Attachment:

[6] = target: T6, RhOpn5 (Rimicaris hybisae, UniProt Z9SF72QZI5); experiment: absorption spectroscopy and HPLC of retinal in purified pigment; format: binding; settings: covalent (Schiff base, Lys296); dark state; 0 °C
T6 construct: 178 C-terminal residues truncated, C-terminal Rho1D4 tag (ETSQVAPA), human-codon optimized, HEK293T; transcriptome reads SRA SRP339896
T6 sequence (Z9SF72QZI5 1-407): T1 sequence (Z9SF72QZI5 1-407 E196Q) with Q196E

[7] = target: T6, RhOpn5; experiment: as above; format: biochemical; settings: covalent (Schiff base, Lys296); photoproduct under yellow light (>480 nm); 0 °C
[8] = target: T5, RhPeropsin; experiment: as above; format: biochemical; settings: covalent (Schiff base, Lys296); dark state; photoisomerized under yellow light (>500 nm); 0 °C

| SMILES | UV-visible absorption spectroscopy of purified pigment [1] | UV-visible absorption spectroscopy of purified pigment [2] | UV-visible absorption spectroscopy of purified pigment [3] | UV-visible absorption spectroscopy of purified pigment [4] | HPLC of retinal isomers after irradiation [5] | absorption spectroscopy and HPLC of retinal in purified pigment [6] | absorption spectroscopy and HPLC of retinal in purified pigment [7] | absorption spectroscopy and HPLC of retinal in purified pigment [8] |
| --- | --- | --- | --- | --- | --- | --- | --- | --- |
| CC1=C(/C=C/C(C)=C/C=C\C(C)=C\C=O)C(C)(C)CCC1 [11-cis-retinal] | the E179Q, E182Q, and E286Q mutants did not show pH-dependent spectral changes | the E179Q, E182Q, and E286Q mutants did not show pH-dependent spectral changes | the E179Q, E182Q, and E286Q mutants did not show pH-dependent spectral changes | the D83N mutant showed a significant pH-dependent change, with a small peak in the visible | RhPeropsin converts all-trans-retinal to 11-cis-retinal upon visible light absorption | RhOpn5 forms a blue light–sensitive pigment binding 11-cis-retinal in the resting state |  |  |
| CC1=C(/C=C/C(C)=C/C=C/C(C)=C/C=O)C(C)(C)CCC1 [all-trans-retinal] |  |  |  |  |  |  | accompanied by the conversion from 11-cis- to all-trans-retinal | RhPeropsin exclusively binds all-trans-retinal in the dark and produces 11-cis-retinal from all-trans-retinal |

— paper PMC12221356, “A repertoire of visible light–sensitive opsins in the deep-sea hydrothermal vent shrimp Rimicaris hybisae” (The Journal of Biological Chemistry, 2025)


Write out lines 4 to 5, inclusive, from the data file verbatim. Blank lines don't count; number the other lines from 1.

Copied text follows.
[7] = target: T6, RhOpn5; experiment: as above; format: biochemical; settings: covalent (Schiff base, Lys296); photoproduct under yellow light (>480 nm); 0 °C
[8] = target: T5, RhPeropsin; experiment: as above; format: biochemical; settings: covalent (Schiff base, Lys296); dark state; photoisomerized under yellow light (>500 nm); 0 °C